Describe your biggest milestone or project/series achieved since pursuing your art.
Last year I had the pleasure of participating in the Fifty Shades of Blue Exhibit at the Greensboro Cultural Art center where we were required to use denim as a medium. Talk about a challenge, but when I thought about the words I immediately thought about the many innocent black lives that were taken at the hands of police. I used denim patches as small canvases and painted portraits of Jordan Edwards, Freddie Gray, Alton Sterling, Natasha McKenna, Sandra Bland, Ezell Ford, Mike Brown, Tamir Rice and Philando Castile. I am most proud of this piece because I was able to use my art as my way of saying “this isn’t right, you are innocent, they are guilty, and we will not forget you..” -and really have people feel that. Overall, I gained a new interests in using a different type of canvas. This became part of my inspiration for blending yoga and art to create Infinitriii Yoga Styles hand painted yoga mats.
How does your personal style, identity, and/or beliefs translate into your artwork?
When I think about my identity I think of many components. My desire to connect to the source.. ancestors, god, the universe, nature definitely comes out in my work. So In the midst of me creating I am also searching and exploring and I think that’s what makes my art unique. In addition to painting I also write poetry. Every once in a while I’ll get up and do a live mic but I mainly just write.
How do you maintain your mental health and inspiration?
Yoga has had a huge impact on my overall mental health. Not only is it a great work out but you can learn a lot about how to handle the stresses of life while on the mat. Its not just about doing poses its about allowing your body mind and spirit to shift in ways that can empower you. When I run into creative blocks meditation definitely helps too. Ill sit in my window seat with my candles and crystals and just breathe until my mind is quiet and I can focus. And Of course good ol’ chats with mom always warm my spirits and puts me where I need to be.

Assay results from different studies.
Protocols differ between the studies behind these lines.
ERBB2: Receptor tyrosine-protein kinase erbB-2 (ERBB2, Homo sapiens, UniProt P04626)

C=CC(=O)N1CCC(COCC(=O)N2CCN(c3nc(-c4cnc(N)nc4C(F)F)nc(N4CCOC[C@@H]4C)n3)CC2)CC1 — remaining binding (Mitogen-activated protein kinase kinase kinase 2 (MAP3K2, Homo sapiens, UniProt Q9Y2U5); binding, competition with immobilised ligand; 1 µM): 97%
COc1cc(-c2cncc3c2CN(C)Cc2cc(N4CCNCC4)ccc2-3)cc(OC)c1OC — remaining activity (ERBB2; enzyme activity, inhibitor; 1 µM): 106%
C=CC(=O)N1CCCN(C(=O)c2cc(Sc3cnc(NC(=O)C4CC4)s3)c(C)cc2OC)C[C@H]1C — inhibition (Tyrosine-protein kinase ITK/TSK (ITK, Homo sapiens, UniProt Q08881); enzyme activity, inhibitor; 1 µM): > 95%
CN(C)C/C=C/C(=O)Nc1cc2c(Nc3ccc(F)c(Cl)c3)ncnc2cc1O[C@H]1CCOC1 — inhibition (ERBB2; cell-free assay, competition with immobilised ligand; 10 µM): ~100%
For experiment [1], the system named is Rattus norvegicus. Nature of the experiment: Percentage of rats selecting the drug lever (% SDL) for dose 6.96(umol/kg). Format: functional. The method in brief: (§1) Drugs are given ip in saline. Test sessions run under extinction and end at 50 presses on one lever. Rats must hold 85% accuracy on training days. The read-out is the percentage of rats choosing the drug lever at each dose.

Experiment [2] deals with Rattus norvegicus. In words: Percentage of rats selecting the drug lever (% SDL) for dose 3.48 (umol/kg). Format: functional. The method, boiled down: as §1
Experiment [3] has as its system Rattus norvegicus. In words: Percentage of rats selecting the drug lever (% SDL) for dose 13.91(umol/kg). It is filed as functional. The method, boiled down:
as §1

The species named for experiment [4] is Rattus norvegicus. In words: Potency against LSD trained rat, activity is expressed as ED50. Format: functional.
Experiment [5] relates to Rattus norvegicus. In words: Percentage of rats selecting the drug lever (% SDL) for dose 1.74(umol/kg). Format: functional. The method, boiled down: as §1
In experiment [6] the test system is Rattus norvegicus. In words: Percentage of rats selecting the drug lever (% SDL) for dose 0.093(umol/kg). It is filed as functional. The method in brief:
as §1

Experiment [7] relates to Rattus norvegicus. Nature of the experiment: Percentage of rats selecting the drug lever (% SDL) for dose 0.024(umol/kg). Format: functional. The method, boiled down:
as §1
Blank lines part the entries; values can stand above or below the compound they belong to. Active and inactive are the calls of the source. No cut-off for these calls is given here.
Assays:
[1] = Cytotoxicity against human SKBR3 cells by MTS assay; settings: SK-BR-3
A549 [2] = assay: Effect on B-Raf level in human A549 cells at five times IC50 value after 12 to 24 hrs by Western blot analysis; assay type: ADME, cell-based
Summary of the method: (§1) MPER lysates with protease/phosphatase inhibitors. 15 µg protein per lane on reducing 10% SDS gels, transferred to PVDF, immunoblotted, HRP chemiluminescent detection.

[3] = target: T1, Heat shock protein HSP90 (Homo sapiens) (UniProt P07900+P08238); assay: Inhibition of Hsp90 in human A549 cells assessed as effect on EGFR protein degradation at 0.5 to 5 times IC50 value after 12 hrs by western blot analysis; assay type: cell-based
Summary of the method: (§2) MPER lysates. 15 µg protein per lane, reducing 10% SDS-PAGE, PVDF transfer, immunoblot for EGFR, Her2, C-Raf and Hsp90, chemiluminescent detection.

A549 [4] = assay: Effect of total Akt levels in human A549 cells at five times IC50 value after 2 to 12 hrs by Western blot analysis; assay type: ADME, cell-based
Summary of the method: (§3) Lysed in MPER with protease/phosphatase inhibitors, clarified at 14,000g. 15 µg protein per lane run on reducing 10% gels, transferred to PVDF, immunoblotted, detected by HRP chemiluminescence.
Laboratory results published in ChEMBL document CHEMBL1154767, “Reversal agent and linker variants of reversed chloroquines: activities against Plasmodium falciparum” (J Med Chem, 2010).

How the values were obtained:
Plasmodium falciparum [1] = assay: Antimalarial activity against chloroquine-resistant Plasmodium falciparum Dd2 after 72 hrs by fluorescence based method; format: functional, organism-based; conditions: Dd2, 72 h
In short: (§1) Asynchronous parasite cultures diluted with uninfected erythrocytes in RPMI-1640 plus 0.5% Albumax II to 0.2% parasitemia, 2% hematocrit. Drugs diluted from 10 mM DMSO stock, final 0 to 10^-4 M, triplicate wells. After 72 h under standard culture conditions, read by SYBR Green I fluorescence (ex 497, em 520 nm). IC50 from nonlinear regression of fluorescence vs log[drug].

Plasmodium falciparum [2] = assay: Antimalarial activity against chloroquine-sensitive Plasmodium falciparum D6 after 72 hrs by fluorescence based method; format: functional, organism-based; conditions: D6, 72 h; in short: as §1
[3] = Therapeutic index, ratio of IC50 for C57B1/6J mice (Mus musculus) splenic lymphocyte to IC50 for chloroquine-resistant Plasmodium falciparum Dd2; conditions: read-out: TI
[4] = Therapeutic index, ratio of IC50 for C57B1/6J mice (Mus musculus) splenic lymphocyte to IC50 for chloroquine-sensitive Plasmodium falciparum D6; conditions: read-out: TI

What is some advice or tips you would give to a fellow BGWP interested in furthering their art goals?
Honey! Can I get some extra tips!? This is all new to me but honestly I think its just important that you stay uplifted and stay inspired. If you don’t have a mentor surround yourself with other people who are willing to learn and who have their own vision . Connect with people and network, that’s something I am doing more of as well. I can be shy so putting myself out there is nerve wrecking sometimes. Also, don’t be afraid to start where you are, with what ever resources you have, humble beginnings are still beginnings.
What is next for you?
BEND AND PAINT! Again its my love for yoga and art all in one fun, interactive, healing experience that me and my good friend put together. That’s happening real soon, so check out my Instagram to stay in the know! Right now I’m really focusing on building my Infinitriii Yoga Styles brand and increasing production.
What does being a "black girl who paints" mean to you?
Being a Black Girl Who Paints means that we have the freedom to explore our creativity as deep as we want. We are the vision in the place of the voices unheard. We reveal what the people are feeling and that allows the healing process to begin. We are powerful.